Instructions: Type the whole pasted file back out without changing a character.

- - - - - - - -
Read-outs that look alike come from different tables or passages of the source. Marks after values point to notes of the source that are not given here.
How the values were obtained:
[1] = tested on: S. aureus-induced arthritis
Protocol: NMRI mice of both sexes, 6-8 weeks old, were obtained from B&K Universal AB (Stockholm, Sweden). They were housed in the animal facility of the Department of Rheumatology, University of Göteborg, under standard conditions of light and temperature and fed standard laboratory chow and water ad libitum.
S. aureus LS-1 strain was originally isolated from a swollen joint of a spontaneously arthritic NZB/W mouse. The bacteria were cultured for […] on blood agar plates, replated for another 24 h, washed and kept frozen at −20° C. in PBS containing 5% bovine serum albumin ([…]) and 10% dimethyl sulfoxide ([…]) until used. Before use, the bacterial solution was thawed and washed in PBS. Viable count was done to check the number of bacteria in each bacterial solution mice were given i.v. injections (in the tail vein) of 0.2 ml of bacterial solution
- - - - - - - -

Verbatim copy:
Read-outs that look alike come from different tables or passages of the source. Marks after values point to notes of the source that are not given here.
How the values were obtained:
[1] = tested on: S. aureus-induced arthritis
Protocol: NMRI mice of both sexes, 6-8 weeks old, were obtained from B&K Universal AB (Stockholm, Sweden). They were housed in the animal facility of the Department of Rheumatology, University of Göteborg, under standard conditions of light and temperature and fed standard laboratory chow and water ad libitum.
S. aureus LS-1 strain was originally isolated from a swollen joint of a spontaneously arthritic NZB/W mouse. The bacteria were cultured for […] on blood agar plates, replated for another 24 h, washed and kept frozen at −20° C. in PBS containing 5% bovine serum albumin ([…]) and 10% dimethyl sulfoxide ([…]) until used. Before use, the bacterial solution was thawed and washed in PBS. Viable count was done to check the number of bacteria in each bacterial solution mice were given i.v. injections (in the tail vein) of 0.2 ml of bacterial solution